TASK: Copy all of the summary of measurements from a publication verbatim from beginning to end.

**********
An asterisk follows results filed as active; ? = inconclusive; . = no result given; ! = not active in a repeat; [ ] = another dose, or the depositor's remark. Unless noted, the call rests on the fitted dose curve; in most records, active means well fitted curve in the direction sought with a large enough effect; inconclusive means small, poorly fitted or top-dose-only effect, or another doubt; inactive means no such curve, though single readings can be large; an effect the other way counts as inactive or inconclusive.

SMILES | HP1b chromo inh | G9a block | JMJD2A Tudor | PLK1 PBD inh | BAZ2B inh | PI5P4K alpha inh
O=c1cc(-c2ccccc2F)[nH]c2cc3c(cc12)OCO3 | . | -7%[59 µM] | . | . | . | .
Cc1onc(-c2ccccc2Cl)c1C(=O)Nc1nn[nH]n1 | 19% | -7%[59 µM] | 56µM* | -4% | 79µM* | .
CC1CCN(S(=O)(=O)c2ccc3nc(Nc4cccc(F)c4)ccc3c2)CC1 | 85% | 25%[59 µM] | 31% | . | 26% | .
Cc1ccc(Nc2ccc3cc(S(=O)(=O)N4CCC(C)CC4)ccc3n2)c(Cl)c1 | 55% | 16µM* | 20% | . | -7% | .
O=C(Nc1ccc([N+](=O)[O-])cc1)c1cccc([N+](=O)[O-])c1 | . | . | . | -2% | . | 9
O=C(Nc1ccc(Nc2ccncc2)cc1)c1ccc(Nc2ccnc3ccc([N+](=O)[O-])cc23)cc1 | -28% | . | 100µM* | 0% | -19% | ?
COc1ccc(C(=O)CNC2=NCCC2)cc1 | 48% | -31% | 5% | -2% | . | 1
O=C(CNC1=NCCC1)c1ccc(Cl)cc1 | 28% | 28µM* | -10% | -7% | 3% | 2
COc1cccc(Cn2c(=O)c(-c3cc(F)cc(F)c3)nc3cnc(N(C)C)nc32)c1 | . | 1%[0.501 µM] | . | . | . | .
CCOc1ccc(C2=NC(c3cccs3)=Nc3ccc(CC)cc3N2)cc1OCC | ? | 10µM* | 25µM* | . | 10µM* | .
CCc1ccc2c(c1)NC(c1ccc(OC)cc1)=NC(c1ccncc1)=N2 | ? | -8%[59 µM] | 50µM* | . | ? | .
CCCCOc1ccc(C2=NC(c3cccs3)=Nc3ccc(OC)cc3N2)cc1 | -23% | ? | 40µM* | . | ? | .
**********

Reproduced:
An asterisk follows results filed as active; ? = inconclusive; . = no result given; ! = not active in a repeat; [ ] = another dose, or the depositor's remark. Unless noted, the call rests on the fitted dose curve; in most records, active means well fitted curve in the direction sought with a large enough effect; inconclusive means small, poorly fitted or top-dose-only effect, or another doubt; inactive means no such curve, though single readings can be large; an effect the other way counts as inactive or inconclusive.

SMILES | HP1b chromo inh | G9a block | JMJD2A Tudor | PLK1 PBD inh | BAZ2B inh | PI5P4K alpha inh
O=c1cc(-c2ccccc2F)[nH]c2cc3c(cc12)OCO3 | . | -7%[59 µM] | . | . | . | .
Cc1onc(-c2ccccc2Cl)c1C(=O)Nc1nn[nH]n1 | 19% | -7%[59 µM] | 56µM* | -4% | 79µM* | .
CC1CCN(S(=O)(=O)c2ccc3nc(Nc4cccc(F)c4)ccc3c2)CC1 | 85% | 25%[59 µM] | 31% | . | 26% | .
Cc1ccc(Nc2ccc3cc(S(=O)(=O)N4CCC(C)CC4)ccc3n2)c(Cl)c1 | 55% | 16µM* | 20% | . | -7% | .
O=C(Nc1ccc([N+](=O)[O-])cc1)c1cccc([N+](=O)[O-])c1 | . | . | . | -2% | . | 9
O=C(Nc1ccc(Nc2ccncc2)cc1)c1ccc(Nc2ccnc3ccc([N+](=O)[O-])cc23)cc1 | -28% | . | 100µM* | 0% | -19% | ?
COc1ccc(C(=O)CNC2=NCCC2)cc1 | 48% | -31% | 5% | -2% | . | 1
O=C(CNC1=NCCC1)c1ccc(Cl)cc1 | 28% | 28µM* | -10% | -7% | 3% | 2
COc1cccc(Cn2c(=O)c(-c3cc(F)cc(F)c3)nc3cnc(N(C)C)nc32)c1 | . | 1%[0.501 µM] | . | . | . | .
CCOc1ccc(C2=NC(c3cccs3)=Nc3ccc(CC)cc3N2)cc1OCC | ? | 10µM* | 25µM* | . | 10µM* | .
CCc1ccc2c(c1)NC(c1ccc(OC)cc1)=NC(c1ccncc1)=N2 | ? | -8%[59 µM] | 50µM* | . | ? | .
CCCCOc1ccc(C2=NC(c3cccs3)=Nc3ccc(OC)cc3N2)cc1 | -23% | ? | 40µM* | . | ? | .